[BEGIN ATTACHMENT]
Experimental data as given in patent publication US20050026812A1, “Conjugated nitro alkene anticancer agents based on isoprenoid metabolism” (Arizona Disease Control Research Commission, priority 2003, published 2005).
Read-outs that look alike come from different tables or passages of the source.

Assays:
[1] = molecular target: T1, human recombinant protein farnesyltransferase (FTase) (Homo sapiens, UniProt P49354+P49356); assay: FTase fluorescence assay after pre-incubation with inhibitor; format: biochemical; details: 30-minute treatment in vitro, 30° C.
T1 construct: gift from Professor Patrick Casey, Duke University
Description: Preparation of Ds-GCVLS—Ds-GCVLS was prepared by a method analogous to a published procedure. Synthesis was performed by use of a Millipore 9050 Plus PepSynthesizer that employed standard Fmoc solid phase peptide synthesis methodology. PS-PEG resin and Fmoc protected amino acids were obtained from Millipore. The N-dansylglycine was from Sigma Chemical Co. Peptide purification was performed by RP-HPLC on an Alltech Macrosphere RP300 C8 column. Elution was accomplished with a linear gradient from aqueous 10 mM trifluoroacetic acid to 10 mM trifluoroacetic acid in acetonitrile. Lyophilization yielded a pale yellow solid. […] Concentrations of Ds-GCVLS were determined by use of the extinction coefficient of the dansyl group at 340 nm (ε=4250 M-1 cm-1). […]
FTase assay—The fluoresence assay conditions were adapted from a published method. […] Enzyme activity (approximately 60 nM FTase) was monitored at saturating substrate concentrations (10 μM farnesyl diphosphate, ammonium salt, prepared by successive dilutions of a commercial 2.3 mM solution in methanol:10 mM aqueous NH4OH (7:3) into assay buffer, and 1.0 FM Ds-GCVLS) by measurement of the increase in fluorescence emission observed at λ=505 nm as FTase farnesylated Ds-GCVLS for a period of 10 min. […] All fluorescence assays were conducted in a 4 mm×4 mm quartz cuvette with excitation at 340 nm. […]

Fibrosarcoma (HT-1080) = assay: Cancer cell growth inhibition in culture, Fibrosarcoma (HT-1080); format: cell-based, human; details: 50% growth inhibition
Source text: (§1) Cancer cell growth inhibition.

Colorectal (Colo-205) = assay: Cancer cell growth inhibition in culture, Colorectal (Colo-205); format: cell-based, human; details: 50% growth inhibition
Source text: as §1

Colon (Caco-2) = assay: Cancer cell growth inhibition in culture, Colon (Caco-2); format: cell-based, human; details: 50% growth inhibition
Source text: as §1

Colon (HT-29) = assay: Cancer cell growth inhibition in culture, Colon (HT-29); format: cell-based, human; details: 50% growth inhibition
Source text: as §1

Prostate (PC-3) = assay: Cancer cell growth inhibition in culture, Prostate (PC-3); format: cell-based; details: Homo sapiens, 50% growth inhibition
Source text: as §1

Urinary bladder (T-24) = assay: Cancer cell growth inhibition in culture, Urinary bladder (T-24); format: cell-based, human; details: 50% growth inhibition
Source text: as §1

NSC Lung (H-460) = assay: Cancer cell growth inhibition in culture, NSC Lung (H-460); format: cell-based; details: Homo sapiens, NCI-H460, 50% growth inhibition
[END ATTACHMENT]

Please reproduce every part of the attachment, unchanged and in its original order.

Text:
Experimental data as given in patent publication US20050026812A1, “Conjugated nitro alkene anticancer agents based on isoprenoid metabolism” (Arizona Disease Control Research Commission, priority 2003, published 2005).
Read-outs that look alike come from different tables or passages of the source.

Assays:
[1] = molecular target: T1, human recombinant protein farnesyltransferase (FTase) (Homo sapiens, UniProt P49354+P49356); assay: FTase fluorescence assay after pre-incubation with inhibitor; format: biochemical; details: 30-minute treatment in vitro, 30° C.
T1 construct: gift from Professor Patrick Casey, Duke University
Description: Preparation of Ds-GCVLS—Ds-GCVLS was prepared by a method analogous to a published procedure. Synthesis was performed by use of a Millipore 9050 Plus PepSynthesizer that employed standard Fmoc solid phase peptide synthesis methodology. PS-PEG resin and Fmoc protected amino acids were obtained from Millipore. The N-dansylglycine was from Sigma Chemical Co. Peptide purification was performed by RP-HPLC on an Alltech Macrosphere RP300 C8 column. Elution was accomplished with a linear gradient from aqueous 10 mM trifluoroacetic acid to 10 mM trifluoroacetic acid in acetonitrile. Lyophilization yielded a pale yellow solid. […] Concentrations of Ds-GCVLS were determined by use of the extinction coefficient of the dansyl group at 340 nm (ε=4250 M-1 cm-1). […]
FTase assay—The fluoresence assay conditions were adapted from a published method. […] Enzyme activity (approximately 60 nM FTase) was monitored at saturating substrate concentrations (10 μM farnesyl diphosphate, ammonium salt, prepared by successive dilutions of a commercial 2.3 mM solution in methanol:10 mM aqueous NH4OH (7:3) into assay buffer, and 1.0 FM Ds-GCVLS) by measurement of the increase in fluorescence emission observed at λ=505 nm as FTase farnesylated Ds-GCVLS for a period of 10 min. […] All fluorescence assays were conducted in a 4 mm×4 mm quartz cuvette with excitation at 340 nm. […]

Fibrosarcoma (HT-1080) = assay: Cancer cell growth inhibition in culture, Fibrosarcoma (HT-1080); format: cell-based, human; details: 50% growth inhibition
Source text: (§1) Cancer cell growth inhibition.

Colorectal (Colo-205) = assay: Cancer cell growth inhibition in culture, Colorectal (Colo-205); format: cell-based, human; details: 50% growth inhibition
Source text: as §1

Colon (Caco-2) = assay: Cancer cell growth inhibition in culture, Colon (Caco-2); format: cell-based, human; details: 50% growth inhibition
Source text: as §1

Colon (HT-29) = assay: Cancer cell growth inhibition in culture, Colon (HT-29); format: cell-based, human; details: 50% growth inhibition
Source text: as §1

Prostate (PC-3) = assay: Cancer cell growth inhibition in culture, Prostate (PC-3); format: cell-based; details: Homo sapiens, 50% growth inhibition
Source text: as §1

Urinary bladder (T-24) = assay: Cancer cell growth inhibition in culture, Urinary bladder (T-24); format: cell-based, human; details: 50% growth inhibition
Source text: as §1

NSC Lung (H-460) = assay: Cancer cell growth inhibition in culture, NSC Lung (H-460); format: cell-based; details: Homo sapiens, NCI-H460, 50% growth inhibition